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    They've devalued all resales including those that buy retail, once you buy no matter who from, it's worth the 50%. The reality is that they won't actually make any real money at 50% because they're competing with their own retail products and those retail products don't cost them much or any more than that anyway. ROFR isn't about making money on resales (sure they make some but not much) but more about control of the market and driving sales to retail. It worked fairly well when resale prices were 80% or so but not at around 50% which is likely the reason for the differentiation between resale and retail buyers.

    To a small degree. There have been times where the ROFR price played prominently in the resale prices but currently I don't think that's the case and hasn't been for a long time. Sure there are isolated issues where there might be some affects but overall it's not really a player in prices right now. Those fire sales are a lot less likely now than even 5-10 years ago due to the internet.
     
  5. Lizard Valley

    Lizard Valley Mouseketeer

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    I hate to tell you this, but you didn't do the math right. Or you misunderstood. You only have 350 points for 2013, all of the other years only have 175 points.

    You can't divide your total purchase price by 350 pts to get a per point price. At best, you can subtract the value of the 2012 mf's that you didn't have to pay (about 5/6ths of the total 2012 mf's) from the purchase price, then divide by 175 (not 350).

    So:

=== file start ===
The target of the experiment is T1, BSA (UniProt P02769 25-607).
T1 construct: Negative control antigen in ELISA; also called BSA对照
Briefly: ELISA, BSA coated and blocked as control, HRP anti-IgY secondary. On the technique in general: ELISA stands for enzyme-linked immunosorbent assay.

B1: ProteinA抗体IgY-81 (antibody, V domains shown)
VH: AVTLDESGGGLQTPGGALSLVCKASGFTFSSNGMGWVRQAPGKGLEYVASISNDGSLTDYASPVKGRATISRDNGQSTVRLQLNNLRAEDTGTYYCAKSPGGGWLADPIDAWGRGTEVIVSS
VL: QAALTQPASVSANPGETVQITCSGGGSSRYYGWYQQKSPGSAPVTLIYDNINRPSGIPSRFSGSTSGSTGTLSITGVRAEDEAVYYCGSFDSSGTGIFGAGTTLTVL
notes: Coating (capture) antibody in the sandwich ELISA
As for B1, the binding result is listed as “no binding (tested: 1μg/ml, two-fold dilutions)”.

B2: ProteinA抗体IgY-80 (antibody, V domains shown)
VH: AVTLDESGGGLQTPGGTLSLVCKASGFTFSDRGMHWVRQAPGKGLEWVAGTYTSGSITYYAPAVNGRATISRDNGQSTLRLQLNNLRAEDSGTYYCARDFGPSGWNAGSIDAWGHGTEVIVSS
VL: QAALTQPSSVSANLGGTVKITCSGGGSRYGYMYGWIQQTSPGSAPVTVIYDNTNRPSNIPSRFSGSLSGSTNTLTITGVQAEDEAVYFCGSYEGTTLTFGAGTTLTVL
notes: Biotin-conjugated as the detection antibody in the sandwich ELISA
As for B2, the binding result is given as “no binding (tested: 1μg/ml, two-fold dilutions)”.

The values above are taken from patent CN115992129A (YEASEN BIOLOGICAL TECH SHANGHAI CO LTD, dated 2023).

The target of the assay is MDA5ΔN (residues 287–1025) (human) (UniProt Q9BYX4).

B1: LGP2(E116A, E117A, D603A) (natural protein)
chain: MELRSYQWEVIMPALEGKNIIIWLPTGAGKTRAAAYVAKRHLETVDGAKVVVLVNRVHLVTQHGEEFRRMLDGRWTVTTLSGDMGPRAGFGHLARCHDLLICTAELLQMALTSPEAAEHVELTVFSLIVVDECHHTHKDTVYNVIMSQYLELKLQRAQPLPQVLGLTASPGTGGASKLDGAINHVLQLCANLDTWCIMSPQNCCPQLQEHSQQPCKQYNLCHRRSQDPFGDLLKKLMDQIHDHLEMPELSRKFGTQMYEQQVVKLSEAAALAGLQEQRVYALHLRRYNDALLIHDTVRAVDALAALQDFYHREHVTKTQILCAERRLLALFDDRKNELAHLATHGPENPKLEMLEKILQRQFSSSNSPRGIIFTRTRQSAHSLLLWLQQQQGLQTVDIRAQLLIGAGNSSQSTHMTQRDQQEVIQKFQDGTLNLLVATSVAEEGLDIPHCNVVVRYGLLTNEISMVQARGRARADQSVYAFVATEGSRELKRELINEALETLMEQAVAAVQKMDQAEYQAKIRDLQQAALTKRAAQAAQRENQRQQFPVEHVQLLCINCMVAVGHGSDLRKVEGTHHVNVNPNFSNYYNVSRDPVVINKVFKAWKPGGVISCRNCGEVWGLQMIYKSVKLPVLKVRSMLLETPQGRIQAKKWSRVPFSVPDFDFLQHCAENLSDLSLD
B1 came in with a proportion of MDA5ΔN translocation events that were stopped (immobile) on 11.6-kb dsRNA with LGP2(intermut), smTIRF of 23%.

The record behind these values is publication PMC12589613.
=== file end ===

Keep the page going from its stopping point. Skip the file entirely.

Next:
19,250-690=$18,560/175=$106/pt

    You paid 106$/pt, not 55$/pt.

    Sorry...
     
  6. JaimeA

    JaimeA Mouseketeer

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    I saw that thread before I thought they bought resale, but now I see the word direct, ouch!

    Sent from my iPad using DISBoards
     
  7. LisaS

    LisaS DIS Veteran

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    If you purchased directly from Disney then your contract cost you $110/point. For that price you will get 175 points every Use Year from 2012 through the end of your contract.

    If you purchase a resale contract that has all 2012 UY points and beyond intact, you would get exactly the same total number of points for, say, $60-$65 per point. You might even find a resale contract that has all of the 2011 UY points banked, giving you an additional year's worth of points over what you got from Disney. With resale purchases the seller usually asks for reimbursement of the current year's dues. Whether or not that is justified is a bit complicated and depends on the contract's UY and how many banked and current points you are getting.